vesicles and
  • ulcers. Burning sensations without the presence
    of lesions is
  • not a result of contact allergy, and obtaining
    allergy tests for
  • patients with burning mouth syndrome with
  • mucosa is not indicated.
  • Lesions that appear lichenoid both clinically and
  • may also be a result of contact allergy when the
  • lesion is in direct contact with the potential
    allergen. These
  • lesions occur most frequently as a result of
    mercury in amalgam,
  • and appear on the buccal mucosa and lateral
    border of
  • the tongue in direct contact with the
    restoration. These lesions
  • disappear when the amalgam is removed..

  • It should be emphasized
  • that there is no evidence that generalized
    lesions of oral
  • lichen planus not in direct contact with
    restorations heal when
  • amalgam restorations are removed.
  • Another oral manifestation of contact allergy is
  • cell gingivitis, which is characterized by
    generalized erythema
  • and edema of the attached gingiva, occasionally
  • by cheilitis and glossitis. The histopathology
  • is described as sheets of plasma cells that
    replace normal
  • connective tissue. Some cases have been related
    to an allergen
  • present in toothpaste, chewing gum, or candy,
  • other cases remain of unknown etiology even after
  • allergy testing. Plasma cell gingivitis must be
  • from neoplastic plasma cell diseases such as
    plasmacytoma or
  • multiple myeloma

Contact allergy of the labial mucosa, due to
Plasma cell gingivitis of unknown etiology.
  • Contact allergy is most accurately diagnosed by
    the use of a
  • patch test. This test is performed by placing the
  • allergens in small aluminum disks, called Finn
  • which are taped onto hairless portions of the
    skin. The disks
  • remain in place for 48 hours. A positive response
    to a contact
  • allergen is identified by inflammation at the
    site of the test,
  • . Patch tests should be performed
  • by clinicians trained and experienced in using
    the test,
  • so the results are interpreted accurately.
  • Management of oral contact allergy depends on the
    severity of
  • the lesions. In mild cases, removal of the
    allergen suffices. In
  • more severe symptomatic cases, application of a
    topical corticosteroid
  • is helpful to speed healing of painful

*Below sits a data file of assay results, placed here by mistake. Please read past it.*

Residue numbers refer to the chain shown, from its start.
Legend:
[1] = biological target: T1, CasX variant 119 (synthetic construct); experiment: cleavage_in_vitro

• Oral Ulcers Secondary to Cancer Chemotherapy
  • Chemotherapeutic drugs are frequently used. One
    of the common side
  • effects of the anticancer drugs is multiple oral
    ulcers. Dentists
  • who practice in hospitals where these drugs are
    used extensively
  • may see oral ulcers secondary to such drug
    therapy more
  • frequently than any other lesion described in
    this chapter
  • Anticancer drugs may cause oral ulcers directly
    or indirectly.
  • Drugs that cause stomatitis indirectly depress
    the bone
  • marrow and immune response, leading to bacterial,
    viral, or
  • fungal infections of the oral mucosa. Others,
    such as
  • methotrexate, cause oral ulcers via direct effect
    on the replication
  • and growth of oral epithelial cells by
    interfering with
  • nucleic acid and protein synthesis, leading to
    thinning and
  • ulceration of the oral mucosa.
  • A

  • recent publication by Sonis describes a new
    hypothesis that explains the severe stomatitis
    observed in patients receiving cytotoxic drugs
    for stem cell transplantation. It is noted
  • that an inflammatory reaction precedes ulceration
    and that anti-inflammatory drugs may be useful in
    minimizing bone
  • marrowrelated ulceration.
  • .

Acute Necrotizing Ulcerative Gingivitis
  • Acute necrotizing ulcerative gingivitis (ANUG) is
  • endogenous oral infection that is characterized
    by necrosis
  • of the gingiva. Occasionally, ulcers of the oral
    mucosa also
  • occur in patients with hematologic disease or
    severe nutritional
  • deficiencies ).
  • ANUG became known as trench mouthduring
  • World War I because of its prevalence in the
  • trenches, and it was incorrectly considered a
    highly contagious
  • disease. Since then, studies have shown that the
    disease is
  • accompanied by an overgrowth of organisms
    prevalent in normal oral flora and is not
    transmissible. The organisms most
  • frequently mentioned as working symbiotically to